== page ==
Berklee Monterey Sextet Plays Monterey Jazz Festival
The Berklee Monterey Sextet—six top scholarship students from the pioneering Boston music college—will perform twice on the 55th Annual Monterey Jazz Festival, in Monterey, California.
The Monterey Jazz Festival takes place September 21, 22, and 23. The Berklee Monterey Sextet will perform on Friday, September 21, at 8:00 p.m.m on the Garden Stage, and again on Saturday the 22nd, at 5:00 pm, in the intimate Coffee House. The group will be joined by the winner of the full-tuition, 2012 Jimmy Lyons Scholarship to Berklee, drummer Ayinde Webb of Oakland, California. For festival tickets and information, visit montereyjazzfestival.org/2012/tickets.
Six of the finest young contemporary musicians at Berklee, the members of the Berklee Monterey Sextet, come from Japan, Korea, Canada, and the U.S. The group, led by pianist Matt Savage, will perform largely original music, most of it written by the group’s members. Previous members of the Berklee Monterey groups have performed with such artists Terence Blanchard, Gary Burton, John Mayer, Wayne Shorter, the Manhattan Transfer, Christian Scott aTunde Adjuah, Eddie Palmieri, the Roots, and Roy Haynes, to name just a few.
The Berklee Monterey Sextet
Matt Savage, 20-year-old jazz pianist/composer/arranger, entered Berklee College of Music in the fall of 2009 at the age of 17. He has studied with many eminent professors at Berklee, including Joanne Brackeen, Terri Lyne Carrington, Hal Crook, Dave Samuels, Ray Santisi, and Darren Barrett. He will graduate from Berklee in December 2012.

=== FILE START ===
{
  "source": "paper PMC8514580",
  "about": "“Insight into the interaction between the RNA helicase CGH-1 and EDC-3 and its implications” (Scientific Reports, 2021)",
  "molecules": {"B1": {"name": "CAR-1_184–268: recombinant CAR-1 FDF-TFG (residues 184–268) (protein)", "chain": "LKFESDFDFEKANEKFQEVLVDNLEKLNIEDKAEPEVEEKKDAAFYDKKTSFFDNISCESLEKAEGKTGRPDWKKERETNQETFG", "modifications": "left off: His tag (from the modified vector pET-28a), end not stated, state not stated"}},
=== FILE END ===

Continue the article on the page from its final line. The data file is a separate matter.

Savage also tours as a solo artist and as the leader of his own trio. He has performed on Late Night with Conan O'Brien, the Late Show with David Letterman, the Today show, NPR's Piano Jazz with Marian McPartland, and All Things Considered. He has also played at the Kennedy Center, Carnegie Hall, and some of the top jazz clubs in America, including the Blue Note, Birdland, and Dizzy's Club Coca-Cola at Lincoln Center. Savage's ninth and latest CD, Welcome Home, features Bobby Watson and Jeremy Pelt, among others, and is heard on jazz radio stations across the country.
Erena Terakubo was born in Sapporo, Japan in 1992. She began playing the alto saxophone at the age of nine. Between the ages of 10 and 15, she participated in the Sapporo Junior Jazz Orchestra, where she had the opportunity to have jazz clinics with jazz musicians including Herbie Hancock, and Tiger Okoshi. Erena later attended the Berklee 5-week summer program where she was rewarded a full tuition scholarship, and was selected for the Berklee Summer Jazz Workshop, studying with Terri Lyne Carrington.
In 2010, she recorded her first album, North Bird with Kenny Barron, Christian McBride, Lee Pearson, and Peter Bernstein. The album was released in Japan by Japanese major record label King, reached No. 1 on the Japanese jazz charts, and was awarded Swing Journal’s Gold Disc. Later that year, she performed with Ron Carter, Omar Hakim, and Will Boulware as part of the Tokyo Jazz Festival. In 2011, Terakubo recorded her second disc, New York Attitude with Kenny Barron, Ron Carter, Lee Pearson, and Dominick Farinacci, and she was chosen as one of just six Presidential Scholars from across the world to attend Berklee.
Her concert appearances have included Tokyo Jazz Festival, Sapporo City Jazz Festival, Jazz Week Osaka 2010 (with Michel Camilo Trio), Nagoya Jazz Festival (with Yosuke Yamashita), Kitara Hall (with Sapporo Symphony Orchestra), and more. She has been fortunate to work with such musicians as Sadao Watanabe, Terumasa Hino, Eddie Gomez, Jimmy Cobb, and Anthony Jackson. Terakubo has been selected to perform this summer at the Playboy Jazz Festival in Los Angeles, as part of Bill Cosby’s portion of the program.